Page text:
Night Before Race Day Plan:

I do not have much of a plan for the night before, other then volunteering at packet pick up in the afternoon and then returning home to watch The Last Mile.  Not only is it an inspirational running movie but the race director and founder of Rock CF, Emily Schaller, is featured in it.  If you want to get pumped up the night before a race (or even race morning if you tend to get up super early) this movie will do it.   

Race day plan:
  • Outfit: Not sure at this time but I am hoping that it will be skirt and t-shirt weather, so my outfit will most likely include arm sleeves, Nuun visor and maybe some throw away gloves.
  • Nutrition: Since this is a half marathon I will be relying on Vitality Bits and a Picky Bar before the race and 3 Island Boosts and Nuun to fuel me throughout. (and because Nuun is the course drink I do not have to carry my handheld!)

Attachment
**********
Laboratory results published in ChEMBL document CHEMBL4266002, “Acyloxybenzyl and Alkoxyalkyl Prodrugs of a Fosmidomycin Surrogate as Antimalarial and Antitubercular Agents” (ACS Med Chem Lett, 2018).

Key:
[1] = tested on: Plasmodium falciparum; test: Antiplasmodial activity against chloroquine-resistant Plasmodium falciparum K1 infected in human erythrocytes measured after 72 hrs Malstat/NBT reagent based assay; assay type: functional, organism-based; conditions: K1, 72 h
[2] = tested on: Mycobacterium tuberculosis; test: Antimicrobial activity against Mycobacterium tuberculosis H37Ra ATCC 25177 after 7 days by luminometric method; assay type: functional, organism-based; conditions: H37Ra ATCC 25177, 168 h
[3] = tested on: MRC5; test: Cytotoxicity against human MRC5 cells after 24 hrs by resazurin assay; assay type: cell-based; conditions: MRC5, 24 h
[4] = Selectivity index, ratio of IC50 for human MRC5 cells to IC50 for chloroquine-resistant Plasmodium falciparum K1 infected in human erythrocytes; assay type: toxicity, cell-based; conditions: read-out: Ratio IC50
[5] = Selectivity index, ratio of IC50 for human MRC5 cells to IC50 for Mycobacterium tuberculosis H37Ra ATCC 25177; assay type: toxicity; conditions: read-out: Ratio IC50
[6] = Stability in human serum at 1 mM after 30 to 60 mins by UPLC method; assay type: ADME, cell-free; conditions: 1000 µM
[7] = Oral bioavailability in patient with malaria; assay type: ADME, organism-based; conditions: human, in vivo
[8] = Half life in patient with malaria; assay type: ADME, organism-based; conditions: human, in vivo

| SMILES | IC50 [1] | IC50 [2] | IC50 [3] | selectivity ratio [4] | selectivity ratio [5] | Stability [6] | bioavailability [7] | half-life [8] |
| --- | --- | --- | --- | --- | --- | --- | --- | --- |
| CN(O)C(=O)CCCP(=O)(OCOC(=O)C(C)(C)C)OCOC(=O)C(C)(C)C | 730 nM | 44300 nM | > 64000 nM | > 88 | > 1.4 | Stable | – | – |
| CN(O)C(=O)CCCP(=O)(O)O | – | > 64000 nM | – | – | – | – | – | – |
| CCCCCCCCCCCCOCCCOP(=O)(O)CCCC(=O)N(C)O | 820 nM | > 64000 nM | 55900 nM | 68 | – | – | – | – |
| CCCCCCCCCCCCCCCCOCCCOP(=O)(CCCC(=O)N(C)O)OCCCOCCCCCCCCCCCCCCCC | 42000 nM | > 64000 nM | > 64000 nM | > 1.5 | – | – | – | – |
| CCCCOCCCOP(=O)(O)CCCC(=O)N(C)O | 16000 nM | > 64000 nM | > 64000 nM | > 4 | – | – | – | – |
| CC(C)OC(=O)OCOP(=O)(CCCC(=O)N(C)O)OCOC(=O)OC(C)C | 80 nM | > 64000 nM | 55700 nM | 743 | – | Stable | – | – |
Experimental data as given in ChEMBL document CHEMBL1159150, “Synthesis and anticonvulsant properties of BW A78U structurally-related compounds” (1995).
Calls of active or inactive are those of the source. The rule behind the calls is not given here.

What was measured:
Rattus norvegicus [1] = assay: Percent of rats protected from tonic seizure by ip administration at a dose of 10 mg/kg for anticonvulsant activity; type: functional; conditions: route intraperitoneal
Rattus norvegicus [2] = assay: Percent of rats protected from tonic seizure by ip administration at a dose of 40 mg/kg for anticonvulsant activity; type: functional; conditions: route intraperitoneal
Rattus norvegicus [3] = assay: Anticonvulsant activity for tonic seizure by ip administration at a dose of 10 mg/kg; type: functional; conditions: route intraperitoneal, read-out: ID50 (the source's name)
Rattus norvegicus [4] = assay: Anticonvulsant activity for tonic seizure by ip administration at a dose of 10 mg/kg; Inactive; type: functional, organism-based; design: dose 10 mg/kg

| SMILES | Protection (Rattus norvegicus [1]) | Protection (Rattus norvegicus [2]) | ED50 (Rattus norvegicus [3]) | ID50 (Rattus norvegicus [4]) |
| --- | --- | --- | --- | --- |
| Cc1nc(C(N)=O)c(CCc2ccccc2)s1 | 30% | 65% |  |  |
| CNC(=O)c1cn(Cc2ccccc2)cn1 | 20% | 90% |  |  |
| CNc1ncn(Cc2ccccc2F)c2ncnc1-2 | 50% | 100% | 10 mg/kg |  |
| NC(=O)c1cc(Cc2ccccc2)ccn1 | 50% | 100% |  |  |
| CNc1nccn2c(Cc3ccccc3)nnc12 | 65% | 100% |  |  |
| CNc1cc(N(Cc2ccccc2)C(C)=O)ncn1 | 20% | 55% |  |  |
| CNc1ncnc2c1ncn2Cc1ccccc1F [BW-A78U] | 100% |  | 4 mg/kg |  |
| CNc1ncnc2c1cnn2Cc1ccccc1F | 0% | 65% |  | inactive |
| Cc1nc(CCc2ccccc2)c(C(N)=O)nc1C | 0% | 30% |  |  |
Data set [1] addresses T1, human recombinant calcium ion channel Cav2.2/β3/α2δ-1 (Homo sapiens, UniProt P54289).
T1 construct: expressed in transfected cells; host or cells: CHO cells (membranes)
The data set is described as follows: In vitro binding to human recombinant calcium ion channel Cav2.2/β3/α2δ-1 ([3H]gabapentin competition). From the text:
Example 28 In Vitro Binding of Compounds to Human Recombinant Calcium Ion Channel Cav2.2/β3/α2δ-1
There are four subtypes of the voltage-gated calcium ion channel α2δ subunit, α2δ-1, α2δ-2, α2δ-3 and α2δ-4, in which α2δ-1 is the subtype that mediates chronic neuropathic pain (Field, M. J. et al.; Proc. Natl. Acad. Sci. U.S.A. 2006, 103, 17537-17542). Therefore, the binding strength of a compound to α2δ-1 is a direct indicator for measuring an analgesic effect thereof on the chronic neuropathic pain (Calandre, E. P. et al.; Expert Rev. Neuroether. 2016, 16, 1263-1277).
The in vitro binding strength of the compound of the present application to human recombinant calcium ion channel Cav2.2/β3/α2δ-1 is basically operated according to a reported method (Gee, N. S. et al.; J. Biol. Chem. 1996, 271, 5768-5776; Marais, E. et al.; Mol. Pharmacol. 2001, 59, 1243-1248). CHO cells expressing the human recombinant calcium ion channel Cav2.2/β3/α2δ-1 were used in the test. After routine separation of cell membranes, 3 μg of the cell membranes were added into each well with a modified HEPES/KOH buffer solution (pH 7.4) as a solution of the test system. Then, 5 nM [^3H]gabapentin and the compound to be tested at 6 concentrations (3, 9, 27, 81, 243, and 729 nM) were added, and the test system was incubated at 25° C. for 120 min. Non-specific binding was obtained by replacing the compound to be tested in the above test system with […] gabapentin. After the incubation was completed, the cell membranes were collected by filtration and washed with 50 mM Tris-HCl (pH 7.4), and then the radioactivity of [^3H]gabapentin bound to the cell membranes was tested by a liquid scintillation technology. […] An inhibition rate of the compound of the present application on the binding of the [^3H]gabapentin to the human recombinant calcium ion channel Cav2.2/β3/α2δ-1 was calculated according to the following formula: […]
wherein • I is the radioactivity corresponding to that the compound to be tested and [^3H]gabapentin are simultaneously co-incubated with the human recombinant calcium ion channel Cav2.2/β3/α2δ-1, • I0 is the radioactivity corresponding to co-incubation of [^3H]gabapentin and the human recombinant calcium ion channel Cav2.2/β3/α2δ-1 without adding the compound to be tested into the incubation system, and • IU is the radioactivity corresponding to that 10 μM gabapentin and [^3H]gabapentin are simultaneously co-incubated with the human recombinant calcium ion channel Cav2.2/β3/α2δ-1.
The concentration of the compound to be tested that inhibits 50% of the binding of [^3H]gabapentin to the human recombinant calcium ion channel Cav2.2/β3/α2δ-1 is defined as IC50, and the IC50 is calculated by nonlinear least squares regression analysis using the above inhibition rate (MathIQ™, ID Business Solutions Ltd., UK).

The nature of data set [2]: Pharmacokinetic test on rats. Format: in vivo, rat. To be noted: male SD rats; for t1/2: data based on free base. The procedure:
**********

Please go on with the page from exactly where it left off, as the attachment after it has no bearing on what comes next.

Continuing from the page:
• Gear: I will be trying out a Race Number Belt from Fuel Belt.  I am looking for something to wear during Woodstock that can easily be worn and transferred when I change clothes. (I would like to avoid safety pins for my race number)  I may or may not have my iPod Shuffle with me.  I have been enjoying running without music but if I end up in funk music might help if I'm on the course alone.
  • Leave the Garmin at home and run by feel. (Good thing it's a certified course so it won't technically be over on mileage, just what I make it since I can't cut a tangent.)
Are you racing this weekend? Are you putting in the last of your long runs for an upcoming spring race?

Thursday, February 27, 2014

Life and Running….